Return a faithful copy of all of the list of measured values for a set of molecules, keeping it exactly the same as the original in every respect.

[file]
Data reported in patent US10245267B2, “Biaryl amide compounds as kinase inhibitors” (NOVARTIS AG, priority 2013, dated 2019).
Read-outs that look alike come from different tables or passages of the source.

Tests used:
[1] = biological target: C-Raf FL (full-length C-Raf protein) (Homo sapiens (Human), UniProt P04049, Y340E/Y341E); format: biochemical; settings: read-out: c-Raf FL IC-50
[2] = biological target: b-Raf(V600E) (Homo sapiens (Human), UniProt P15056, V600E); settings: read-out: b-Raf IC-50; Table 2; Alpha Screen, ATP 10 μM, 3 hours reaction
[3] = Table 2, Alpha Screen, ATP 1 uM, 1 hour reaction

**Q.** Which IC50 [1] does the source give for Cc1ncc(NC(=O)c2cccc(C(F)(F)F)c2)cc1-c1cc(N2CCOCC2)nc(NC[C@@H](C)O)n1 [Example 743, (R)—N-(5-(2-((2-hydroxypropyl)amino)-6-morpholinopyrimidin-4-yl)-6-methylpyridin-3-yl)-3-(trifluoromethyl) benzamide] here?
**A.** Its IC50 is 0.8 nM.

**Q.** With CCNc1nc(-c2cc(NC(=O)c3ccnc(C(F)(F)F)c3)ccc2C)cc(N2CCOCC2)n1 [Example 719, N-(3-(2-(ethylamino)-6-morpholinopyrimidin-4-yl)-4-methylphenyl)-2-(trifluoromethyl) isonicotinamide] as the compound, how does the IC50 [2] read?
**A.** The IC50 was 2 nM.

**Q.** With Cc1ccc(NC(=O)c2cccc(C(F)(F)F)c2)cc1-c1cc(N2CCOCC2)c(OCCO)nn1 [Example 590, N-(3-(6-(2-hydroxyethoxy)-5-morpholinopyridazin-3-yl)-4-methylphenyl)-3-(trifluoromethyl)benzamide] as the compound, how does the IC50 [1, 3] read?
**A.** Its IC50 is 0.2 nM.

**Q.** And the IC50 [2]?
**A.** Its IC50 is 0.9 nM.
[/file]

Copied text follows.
Data reported in patent US10245267B2, “Biaryl amide compounds as kinase inhibitors” (NOVARTIS AG, priority 2013, dated 2019).
Read-outs that look alike come from different tables or passages of the source.

Tests used:
[1] = biological target: C-Raf FL (full-length C-Raf protein) (Homo sapiens (Human), UniProt P04049, Y340E/Y341E); format: biochemical; settings: read-out: c-Raf FL IC-50
[2] = biological target: b-Raf(V600E) (Homo sapiens (Human), UniProt P15056, V600E); settings: read-out: b-Raf IC-50; Table 2; Alpha Screen, ATP 10 μM, 3 hours reaction
[3] = Table 2, Alpha Screen, ATP 1 uM, 1 hour reaction

**Q.** Which IC50 [1] does the source give for Cc1ncc(NC(=O)c2cccc(C(F)(F)F)c2)cc1-c1cc(N2CCOCC2)nc(NC[C@@H](C)O)n1 [Example 743, (R)—N-(5-(2-((2-hydroxypropyl)amino)-6-morpholinopyrimidin-4-yl)-6-methylpyridin-3-yl)-3-(trifluoromethyl) benzamide] here?
**A.** Its IC50 is 0.8 nM.

**Q.** With CCNc1nc(-c2cc(NC(=O)c3ccnc(C(F)(F)F)c3)ccc2C)cc(N2CCOCC2)n1 [Example 719, N-(3-(2-(ethylamino)-6-morpholinopyrimidin-4-yl)-4-methylphenyl)-2-(trifluoromethyl) isonicotinamide] as the compound, how does the IC50 [2] read?
**A.** The IC50 was 2 nM.

**Q.** With Cc1ccc(NC(=O)c2cccc(C(F)(F)F)c2)cc1-c1cc(N2CCOCC2)c(OCCO)nn1 [Example 590, N-(3-(6-(2-hydroxyethoxy)-5-morpholinopyridazin-3-yl)-4-methylphenyl)-3-(trifluoromethyl)benzamide] as the compound, how does the IC50 [1, 3] read?
**A.** Its IC50 is 0.2 nM.

**Q.** And the IC50 [2]?
**A.** Its IC50 is 0.9 nM.